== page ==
Friday, July 29, 2016

TV Schedule: July 29-31

Pocono Raceway. Credit: Todd Warshaw/Getty Images
NASCAR splits its schedule between the Pocono mountains and the Midwest.

The Sprint Cup Series and Camping World Truck Series converge on Pocono Raceway, while the XFINITY Series goes to Iowa Speedway.

The following is a handy guide to track events and television coverage at Pocono. All times are in Eastern Standard Time.

Friday, July 29:
11 a.m. Sprint Cup Series practice, NBCSN
12:30 p.m. Camping World Truck Series practice, FS1
3 p.m. Camping World Truck Series final practice, FS1
4 p.m. Sprint Cup Series Qualifying, NBCSN
5 p.m. XFINITY Series practice, NBC Sports App
5:30 p.m. XFINITY Series practice, NBCSN
6 p.m. XFINITY Series practice (re-air), NBCSN
7 p.m. XFINITY Series final practice, NBCSN
8:30 p.m. Sprint Cup Series practice (re-air), NBCSN
10 p.m. Sprint Cup Series Qualifying (re-air), NBCSN

Saturday, July 30:
9 a.m. Camping World Truck Series Qualifying, FS1
10:30 a.m. Whelen Series: All-Star Shootout, New Hampshire (re-air), NBCSN
11 a.m. Sprint Cup Series final practice, NBCSN
12:30 p.m. Camping World Truck Series SetUp, FS1
1 p.m. Camping World Truck Series: Pocono Mountains 150, FS1
2:30 p.m. Camping World Truck Series Post-Race, FS1
4 p.m. XFINITY Series Qualifying, NBCSN
6 p.m. Sprint Cup Series Qualifying (re-air), NBCSN
7:30 p.m. XFINITY Series Countdown, NBCSN
8 p.m. XFINITY Series: U.S. Cellular 250, NBCSN
11 p.m. Camping World Truck Series: Pocono Mountains 150 (re-air), FS1

Sunday, July 31:
6:30 a.m. Camping World Truck Series: Pocono Mountains 150 (re-air), FS2
9 a.m. Camping World Truck Series: Pocono Mountains 150 (re-air), FS1
10:30 a.m. NASCAR RaceDay, FS1
10:30 a.m. Sprint Cup Series Qualifying (re-air), NBCSN
Noon NASCAR America Sunday, NBCSN
1 p.m. Sprint Cup Series Countdown, NBCSN
1:30 p.m. Sprint Cup Series: Pennsylvania 400, NBCSN
5 p.m. Sprint Cup Series Post-Race Show, NBCSN
9 p.m. NASCAR Victory Lane, FS1
11 p.m. NASCAR Victory Lap, NBCSN

Thursday, July 28, 2016

NASCAR Fantasy Fusion: Pennsylvania 400 at Pocono



Track Classification: Superspeedway
Similar Tracks: Daytona International Speedway •  Auto Club Speedway (Fontana)  
Indianapolis Motor Speedway • Michigan International Speedway • Talladega Superspeedway
Distance: 2.5 Miles

by Carol D'Agostino

Drivers with Most Top 10s (Last 5 Years):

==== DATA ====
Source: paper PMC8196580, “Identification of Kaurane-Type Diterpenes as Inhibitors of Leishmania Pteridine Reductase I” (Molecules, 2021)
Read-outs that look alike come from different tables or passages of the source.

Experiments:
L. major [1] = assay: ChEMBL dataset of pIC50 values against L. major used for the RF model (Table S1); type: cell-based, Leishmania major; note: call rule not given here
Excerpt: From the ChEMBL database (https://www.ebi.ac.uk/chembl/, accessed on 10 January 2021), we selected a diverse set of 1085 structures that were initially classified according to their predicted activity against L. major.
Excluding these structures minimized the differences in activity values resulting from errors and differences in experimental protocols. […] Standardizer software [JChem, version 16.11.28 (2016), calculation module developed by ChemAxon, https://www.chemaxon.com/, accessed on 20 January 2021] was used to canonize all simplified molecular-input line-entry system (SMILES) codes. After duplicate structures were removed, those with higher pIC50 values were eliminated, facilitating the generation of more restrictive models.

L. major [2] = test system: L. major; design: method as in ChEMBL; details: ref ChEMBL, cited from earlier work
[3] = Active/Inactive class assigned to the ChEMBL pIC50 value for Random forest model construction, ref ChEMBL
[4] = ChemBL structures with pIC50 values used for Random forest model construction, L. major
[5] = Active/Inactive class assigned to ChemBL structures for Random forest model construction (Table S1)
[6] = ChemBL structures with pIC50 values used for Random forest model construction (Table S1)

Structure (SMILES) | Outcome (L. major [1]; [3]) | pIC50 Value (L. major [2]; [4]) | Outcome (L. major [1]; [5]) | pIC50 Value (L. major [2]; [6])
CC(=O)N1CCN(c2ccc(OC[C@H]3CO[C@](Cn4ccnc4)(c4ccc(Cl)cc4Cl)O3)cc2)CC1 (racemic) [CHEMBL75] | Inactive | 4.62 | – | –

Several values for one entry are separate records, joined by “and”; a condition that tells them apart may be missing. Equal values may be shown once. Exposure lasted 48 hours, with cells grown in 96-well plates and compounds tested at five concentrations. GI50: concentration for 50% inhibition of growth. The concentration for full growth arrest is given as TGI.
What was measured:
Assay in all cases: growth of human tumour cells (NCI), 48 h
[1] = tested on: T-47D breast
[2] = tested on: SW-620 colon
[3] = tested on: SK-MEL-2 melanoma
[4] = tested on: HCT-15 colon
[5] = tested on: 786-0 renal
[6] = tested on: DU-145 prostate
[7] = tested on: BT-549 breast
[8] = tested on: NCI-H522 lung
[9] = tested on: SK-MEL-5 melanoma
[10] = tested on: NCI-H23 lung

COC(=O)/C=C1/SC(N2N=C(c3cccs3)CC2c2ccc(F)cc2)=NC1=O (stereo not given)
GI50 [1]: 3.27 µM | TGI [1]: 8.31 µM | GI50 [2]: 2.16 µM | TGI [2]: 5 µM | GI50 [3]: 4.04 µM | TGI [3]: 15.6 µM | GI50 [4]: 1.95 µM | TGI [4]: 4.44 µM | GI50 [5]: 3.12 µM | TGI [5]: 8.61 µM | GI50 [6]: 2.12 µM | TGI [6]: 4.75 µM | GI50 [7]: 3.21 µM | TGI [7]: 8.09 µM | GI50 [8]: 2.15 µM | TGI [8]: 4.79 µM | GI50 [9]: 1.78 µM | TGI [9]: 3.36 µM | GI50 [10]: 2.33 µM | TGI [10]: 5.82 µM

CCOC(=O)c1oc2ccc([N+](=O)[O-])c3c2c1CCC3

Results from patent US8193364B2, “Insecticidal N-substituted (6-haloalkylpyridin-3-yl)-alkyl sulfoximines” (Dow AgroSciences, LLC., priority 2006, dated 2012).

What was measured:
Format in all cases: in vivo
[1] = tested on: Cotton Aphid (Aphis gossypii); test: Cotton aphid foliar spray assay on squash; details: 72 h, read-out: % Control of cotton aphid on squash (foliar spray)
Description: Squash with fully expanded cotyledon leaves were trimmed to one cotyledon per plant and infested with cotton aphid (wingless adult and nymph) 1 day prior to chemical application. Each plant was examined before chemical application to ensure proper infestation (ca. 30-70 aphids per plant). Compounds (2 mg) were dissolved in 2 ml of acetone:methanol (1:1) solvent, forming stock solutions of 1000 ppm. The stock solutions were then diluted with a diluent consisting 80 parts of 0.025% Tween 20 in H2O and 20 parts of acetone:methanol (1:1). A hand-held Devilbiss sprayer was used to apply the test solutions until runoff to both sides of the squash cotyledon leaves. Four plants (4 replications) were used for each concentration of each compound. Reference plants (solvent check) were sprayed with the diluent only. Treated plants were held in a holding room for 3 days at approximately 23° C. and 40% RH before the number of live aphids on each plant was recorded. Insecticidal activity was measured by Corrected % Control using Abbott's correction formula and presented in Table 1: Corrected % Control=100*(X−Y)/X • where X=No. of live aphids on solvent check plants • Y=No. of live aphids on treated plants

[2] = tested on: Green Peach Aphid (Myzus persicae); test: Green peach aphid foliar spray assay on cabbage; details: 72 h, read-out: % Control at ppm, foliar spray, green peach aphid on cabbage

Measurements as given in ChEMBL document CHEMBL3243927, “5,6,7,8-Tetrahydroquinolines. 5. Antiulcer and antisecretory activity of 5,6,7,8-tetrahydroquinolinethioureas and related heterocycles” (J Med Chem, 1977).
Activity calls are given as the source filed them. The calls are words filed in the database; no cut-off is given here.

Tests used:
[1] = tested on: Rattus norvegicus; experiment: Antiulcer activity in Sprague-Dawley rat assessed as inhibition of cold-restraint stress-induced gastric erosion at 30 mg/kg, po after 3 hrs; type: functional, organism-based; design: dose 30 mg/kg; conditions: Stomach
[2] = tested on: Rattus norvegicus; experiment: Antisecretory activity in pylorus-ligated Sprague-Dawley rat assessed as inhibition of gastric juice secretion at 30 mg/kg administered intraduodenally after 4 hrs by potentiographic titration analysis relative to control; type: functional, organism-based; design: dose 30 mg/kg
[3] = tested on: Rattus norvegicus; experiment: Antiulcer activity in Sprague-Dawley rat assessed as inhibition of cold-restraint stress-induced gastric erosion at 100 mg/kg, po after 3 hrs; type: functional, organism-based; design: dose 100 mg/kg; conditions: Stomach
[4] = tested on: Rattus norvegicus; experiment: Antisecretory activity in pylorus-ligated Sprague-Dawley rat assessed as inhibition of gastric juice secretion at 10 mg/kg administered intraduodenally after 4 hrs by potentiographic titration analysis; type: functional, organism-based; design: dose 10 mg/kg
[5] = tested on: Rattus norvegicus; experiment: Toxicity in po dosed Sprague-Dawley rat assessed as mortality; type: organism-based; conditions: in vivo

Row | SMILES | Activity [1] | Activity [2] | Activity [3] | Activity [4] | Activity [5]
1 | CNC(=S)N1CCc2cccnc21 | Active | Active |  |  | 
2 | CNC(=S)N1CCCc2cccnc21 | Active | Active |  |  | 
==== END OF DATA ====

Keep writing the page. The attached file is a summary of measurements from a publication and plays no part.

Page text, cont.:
By Race
Jeff Gordon - 5
All with 4 - Brad Keselowski, Ryan Newman, Greg Biffle and Dale Earnhardt Jr.
All with 3 - Clint Bowyer, Carl Edwards, Tony Stewart and Kasey Kahne

By Track
Dale Earnhardt Jr. - 7
Joey Logano - 6
All with 5 - Jeff Gordon, Brad Keselowski, Kurt Busch, Ryan Newman, Jimmie Johnson, Tony Stewart and Denny Hamlin
All with 4 - Clint Bowyer, Jamie McMurray, Greg Biffle, Kevin Harvick, Matt Kenseth and Kasey Kahne

Recent Pole Winners:
2015 Kyle Busch
2014 Kyle Larson

Last Year's Race Winner: Matt Kenseth

The Likely Suspects: This track has three challenging corners requiring drivers to approach each quite differently. It is very rare for a driver to successfully maneuver all three perfectly. However, these drivers have a knack for the "Tricky Triangle:" Jeff Gordon, Brad Keselowski, Ryan Newman, Greg Biffle, Tony Stewart, Joey Logano and Kevin Harvick.  

My 2 Cents: My no-brainer pick this week is a tie between Jeff Gordon and Brad Keselowski. My next picks are Kurt Busch, Kyle Larson, Greg Biffle and Ryan Newman. I will complete my team with Tony Stewart and Chase Elliott.

My Final Four: Kurt Busch, Kyle Larson, Tony Stewart and Jeff Gordon

Points to ponder:
  • A total of 34 different drivers have won at Pocono Raceway, led by Jeff Gordon with six wins.
  • Eight active drivers have multiple wins at Pocono: Jeff Gordon with 6; Denny Hamlin with 4; Jimmie Johnson with 3; Carl Edwards, Kasey Kahne, Kurt Busch, Dale Earnhardt Jr. and Tony Stewart each with 2.
  • Kyle Larson leads all active drivers in the NASCAR Sprint Cup Series in average finishing position at Pocono with a 9.400.